Tuesday

27th Feb 2024

EU democracy instrument continues to cause headaches

  • Rejected initiatives can be appealed before the European Court of Justice (Photo: European Commission)

It is meant to be the most clear democratising feature of the EU's new rulebook, the Lisbon Treaty, but implementation of the "citizen's initiative" is a political minefield and is prompting much discussion about the danger of the tool turning into a mockery of democracy.

EU politicians are keen to talk up the European citizens' Initiative (ECI), a clause in the EU treaty obliging the European Commission to consider legislating on any idea supported by 1 million European citizens.

Read and decide

Join EUobserver today

Get the EU news that really matters

Instant access to all articles — and 20 years of archives. 14-day free trial.

... or subscribe as a group

Institutional affairs commissioner Maros Sefcovic calls it a "real step forward in the democratic life of Europe." Parliament vice-president Silvana Koch-Mehrin, a German liberal, invokes Confucius and Rousseau, the Chinese and French philosophers, to explain its importance.

But seven months after the implementation of the Lisbon Treaty, Brussels institutions are struggling to get the right tone and the balance for the direct democracy law - partly because it is not clear to what extent and how citizens will use it.

"We are building something new - something with ramifications that are difficult to foresee now," says Mr Sefcovic.

Earlier in June, the draft legislation went to member states for discussion and has now landed in the parliament's lap.

The modified proposal sees the commission decides at the moment it registers the initiative if it is fundamentally silly or against European "values."

The admissibility of the initiative will then be decided once 100,000 signatures have been gathered. Meanwhile most member states are looking to have signatories provide ID numbers and are fretting about verifying the signatures - pushing to have them all checked.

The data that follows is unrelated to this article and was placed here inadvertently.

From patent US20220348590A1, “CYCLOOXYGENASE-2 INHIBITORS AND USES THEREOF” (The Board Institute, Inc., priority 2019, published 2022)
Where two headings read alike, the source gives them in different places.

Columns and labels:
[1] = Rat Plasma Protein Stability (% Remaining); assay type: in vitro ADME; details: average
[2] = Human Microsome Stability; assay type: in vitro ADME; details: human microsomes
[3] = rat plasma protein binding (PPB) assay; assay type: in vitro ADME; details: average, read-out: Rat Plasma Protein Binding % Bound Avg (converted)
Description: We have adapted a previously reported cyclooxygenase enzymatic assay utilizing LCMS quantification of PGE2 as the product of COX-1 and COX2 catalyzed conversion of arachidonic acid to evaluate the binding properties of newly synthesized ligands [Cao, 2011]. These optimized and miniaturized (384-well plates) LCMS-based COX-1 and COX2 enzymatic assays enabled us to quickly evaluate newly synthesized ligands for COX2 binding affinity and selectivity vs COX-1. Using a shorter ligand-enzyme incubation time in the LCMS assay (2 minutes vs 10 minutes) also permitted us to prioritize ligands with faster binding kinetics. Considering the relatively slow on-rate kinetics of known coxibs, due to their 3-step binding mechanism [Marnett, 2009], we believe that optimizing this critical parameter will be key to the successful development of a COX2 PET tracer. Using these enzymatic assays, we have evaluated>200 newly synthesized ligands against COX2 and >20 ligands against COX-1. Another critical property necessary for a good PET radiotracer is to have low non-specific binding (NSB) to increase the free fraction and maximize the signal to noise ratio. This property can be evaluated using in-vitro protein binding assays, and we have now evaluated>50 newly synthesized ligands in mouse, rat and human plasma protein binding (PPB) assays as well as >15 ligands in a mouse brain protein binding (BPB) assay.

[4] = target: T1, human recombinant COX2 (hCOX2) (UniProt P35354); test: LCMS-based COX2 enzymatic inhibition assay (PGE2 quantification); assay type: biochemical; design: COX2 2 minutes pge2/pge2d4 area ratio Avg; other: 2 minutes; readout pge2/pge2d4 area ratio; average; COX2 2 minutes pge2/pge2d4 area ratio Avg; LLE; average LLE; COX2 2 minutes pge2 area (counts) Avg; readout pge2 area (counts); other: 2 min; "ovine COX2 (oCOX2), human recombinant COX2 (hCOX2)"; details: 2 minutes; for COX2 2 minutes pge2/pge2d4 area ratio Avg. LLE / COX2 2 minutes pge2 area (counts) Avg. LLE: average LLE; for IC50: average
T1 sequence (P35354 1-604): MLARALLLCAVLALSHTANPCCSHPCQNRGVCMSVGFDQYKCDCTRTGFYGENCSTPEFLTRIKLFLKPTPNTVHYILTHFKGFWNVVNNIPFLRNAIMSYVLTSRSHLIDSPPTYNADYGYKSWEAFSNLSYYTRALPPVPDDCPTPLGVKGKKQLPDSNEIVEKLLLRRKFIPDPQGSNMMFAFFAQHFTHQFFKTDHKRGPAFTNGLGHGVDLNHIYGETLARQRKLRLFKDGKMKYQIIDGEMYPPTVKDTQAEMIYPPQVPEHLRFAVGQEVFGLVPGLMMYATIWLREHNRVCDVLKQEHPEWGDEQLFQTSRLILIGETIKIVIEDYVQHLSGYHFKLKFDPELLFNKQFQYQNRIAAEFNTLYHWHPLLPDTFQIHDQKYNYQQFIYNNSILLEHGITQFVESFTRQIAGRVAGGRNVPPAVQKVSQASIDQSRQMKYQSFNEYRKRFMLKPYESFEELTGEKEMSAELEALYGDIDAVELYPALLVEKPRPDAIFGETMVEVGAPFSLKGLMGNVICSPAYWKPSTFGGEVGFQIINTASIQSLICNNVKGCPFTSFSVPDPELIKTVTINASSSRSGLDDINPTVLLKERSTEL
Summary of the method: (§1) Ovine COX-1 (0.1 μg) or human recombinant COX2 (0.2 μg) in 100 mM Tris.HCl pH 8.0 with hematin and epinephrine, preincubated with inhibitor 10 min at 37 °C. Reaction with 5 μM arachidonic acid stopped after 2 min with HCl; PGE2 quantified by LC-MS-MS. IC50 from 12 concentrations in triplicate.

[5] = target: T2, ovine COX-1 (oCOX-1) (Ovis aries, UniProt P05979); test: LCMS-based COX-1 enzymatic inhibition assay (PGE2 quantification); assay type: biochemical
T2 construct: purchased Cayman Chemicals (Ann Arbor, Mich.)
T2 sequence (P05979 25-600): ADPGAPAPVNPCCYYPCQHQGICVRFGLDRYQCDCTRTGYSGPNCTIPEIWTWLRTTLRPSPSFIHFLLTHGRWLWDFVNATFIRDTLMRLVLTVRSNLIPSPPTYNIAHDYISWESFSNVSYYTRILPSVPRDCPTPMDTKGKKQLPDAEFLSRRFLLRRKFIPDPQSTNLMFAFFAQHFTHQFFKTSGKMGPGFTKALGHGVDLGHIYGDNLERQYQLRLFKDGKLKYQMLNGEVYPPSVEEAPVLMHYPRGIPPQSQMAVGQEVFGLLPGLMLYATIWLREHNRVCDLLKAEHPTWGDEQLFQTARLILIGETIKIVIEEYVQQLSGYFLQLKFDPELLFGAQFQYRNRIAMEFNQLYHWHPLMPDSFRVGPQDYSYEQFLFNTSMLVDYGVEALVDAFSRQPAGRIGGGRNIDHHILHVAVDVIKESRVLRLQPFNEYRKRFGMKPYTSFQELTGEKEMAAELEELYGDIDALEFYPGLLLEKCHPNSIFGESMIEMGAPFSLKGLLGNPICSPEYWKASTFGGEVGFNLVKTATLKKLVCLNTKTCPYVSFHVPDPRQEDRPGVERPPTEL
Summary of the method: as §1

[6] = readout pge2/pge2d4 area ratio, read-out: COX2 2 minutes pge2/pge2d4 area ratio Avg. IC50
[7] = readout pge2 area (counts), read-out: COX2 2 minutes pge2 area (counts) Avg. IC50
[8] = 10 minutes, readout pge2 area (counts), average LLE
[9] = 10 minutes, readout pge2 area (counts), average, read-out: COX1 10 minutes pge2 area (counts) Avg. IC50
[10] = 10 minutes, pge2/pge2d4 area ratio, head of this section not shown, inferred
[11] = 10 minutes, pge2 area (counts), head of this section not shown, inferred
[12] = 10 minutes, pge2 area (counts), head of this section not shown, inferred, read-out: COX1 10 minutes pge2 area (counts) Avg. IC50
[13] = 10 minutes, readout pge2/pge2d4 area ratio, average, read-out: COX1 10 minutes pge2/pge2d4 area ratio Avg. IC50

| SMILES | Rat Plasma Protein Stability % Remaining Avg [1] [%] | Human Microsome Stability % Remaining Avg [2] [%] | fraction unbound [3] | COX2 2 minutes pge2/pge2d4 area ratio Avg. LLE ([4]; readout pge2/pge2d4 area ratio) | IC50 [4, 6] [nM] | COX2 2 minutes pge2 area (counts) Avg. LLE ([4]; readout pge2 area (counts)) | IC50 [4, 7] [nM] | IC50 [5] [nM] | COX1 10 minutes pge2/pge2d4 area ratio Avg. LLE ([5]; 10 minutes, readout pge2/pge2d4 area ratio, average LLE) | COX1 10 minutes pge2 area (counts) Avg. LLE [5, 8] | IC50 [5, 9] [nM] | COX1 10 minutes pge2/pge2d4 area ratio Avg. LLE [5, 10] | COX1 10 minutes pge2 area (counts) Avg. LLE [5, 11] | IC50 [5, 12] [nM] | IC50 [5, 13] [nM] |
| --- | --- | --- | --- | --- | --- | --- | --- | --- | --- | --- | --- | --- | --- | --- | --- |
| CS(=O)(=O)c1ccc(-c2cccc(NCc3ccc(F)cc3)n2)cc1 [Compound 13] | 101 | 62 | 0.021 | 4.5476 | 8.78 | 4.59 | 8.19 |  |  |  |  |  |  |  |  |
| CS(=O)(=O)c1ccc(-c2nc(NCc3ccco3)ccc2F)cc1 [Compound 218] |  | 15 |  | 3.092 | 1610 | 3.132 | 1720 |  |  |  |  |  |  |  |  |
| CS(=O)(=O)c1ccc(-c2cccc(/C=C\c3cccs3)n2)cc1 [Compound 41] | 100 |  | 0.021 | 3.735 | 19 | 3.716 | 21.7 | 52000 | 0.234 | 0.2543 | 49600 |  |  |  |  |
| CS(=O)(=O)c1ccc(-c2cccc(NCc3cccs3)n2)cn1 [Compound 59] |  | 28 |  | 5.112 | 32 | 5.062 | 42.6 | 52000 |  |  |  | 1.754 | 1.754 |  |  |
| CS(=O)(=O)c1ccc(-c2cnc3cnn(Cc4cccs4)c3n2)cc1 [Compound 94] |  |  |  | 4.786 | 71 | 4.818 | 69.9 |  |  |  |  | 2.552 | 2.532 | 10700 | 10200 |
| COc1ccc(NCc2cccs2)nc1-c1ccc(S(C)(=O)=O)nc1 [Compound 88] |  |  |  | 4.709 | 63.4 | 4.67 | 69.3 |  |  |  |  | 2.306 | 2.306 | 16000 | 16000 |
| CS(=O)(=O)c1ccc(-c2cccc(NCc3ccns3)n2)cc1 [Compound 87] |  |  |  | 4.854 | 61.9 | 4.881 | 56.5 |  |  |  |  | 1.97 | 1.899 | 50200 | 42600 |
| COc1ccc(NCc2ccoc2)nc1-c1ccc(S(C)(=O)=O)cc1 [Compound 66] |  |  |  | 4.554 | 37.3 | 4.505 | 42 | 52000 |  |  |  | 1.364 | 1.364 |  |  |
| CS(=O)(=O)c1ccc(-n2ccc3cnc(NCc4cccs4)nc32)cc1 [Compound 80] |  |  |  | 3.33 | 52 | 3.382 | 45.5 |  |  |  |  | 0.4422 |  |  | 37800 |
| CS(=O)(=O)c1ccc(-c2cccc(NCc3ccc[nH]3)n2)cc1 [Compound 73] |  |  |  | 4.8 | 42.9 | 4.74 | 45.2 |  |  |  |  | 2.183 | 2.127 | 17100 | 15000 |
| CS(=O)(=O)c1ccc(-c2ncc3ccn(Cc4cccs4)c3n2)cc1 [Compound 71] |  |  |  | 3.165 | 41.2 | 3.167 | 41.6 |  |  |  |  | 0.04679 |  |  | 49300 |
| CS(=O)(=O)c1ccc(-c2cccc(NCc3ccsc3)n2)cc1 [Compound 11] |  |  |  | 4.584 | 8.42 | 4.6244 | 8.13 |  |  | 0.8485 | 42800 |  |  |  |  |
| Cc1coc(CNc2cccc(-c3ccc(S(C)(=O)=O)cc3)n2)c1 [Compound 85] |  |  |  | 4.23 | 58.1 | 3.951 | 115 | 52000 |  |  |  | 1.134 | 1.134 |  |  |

At a hearing on the issue organised by the parliament's Liberal group on Tuesday (22 June), democracy and civil society activists lined up to criticise the proposal.

They argued that the system was too bureaucratic and off-putting for ordinary citizens and raised concerns about the vagueness of the wording allowing the commission to reject a proposal.

Mario Tenreiro, a commission official working on the issue, dismissed the "censorship" concerns. "All MEPs have to wear blue and stars - should we register this? I don't think so," he said, attempting to highlight how clear cut such decisions will be.

Campaigners are also worried that member states' preoccupation with security issues - most opted to have signatories hand over their ID numbers and want all signatures to be verified - will put off citizens and make the process too lengthy.

"I don't want my ID spread about the internet," said Tony Venables, from the European Citizen Action Service, while Jorgo Riss, from Greenpeace, said member states' "mindset" must be changed away from trying to authenticate every signature to examining a percentage of signatures instead.

Others took issue with the commission's argument that 100,000 signatures have to be gathered before admissibility is considered, arguing it is too burdensome. The commission says that deciding on admissibility too early would see screeching media headlines like "Brussels gives greenlight to abortion."

Piotr Kaczynski, from the Brussels-based Centre for European Policy Studies, focused on potential problems after 1 million signatures from the required nine member states are gathered.

'Debate-making instrument'

The draft rules require that all the signatures and information are then destroyed. According to Mr Kaczynski, however, at the very least the email address should be kept so if the commission decides not to legislate on the issue, citizens are told why. "Otherwise this kills the conversation that could be generated by these initiatives," he said.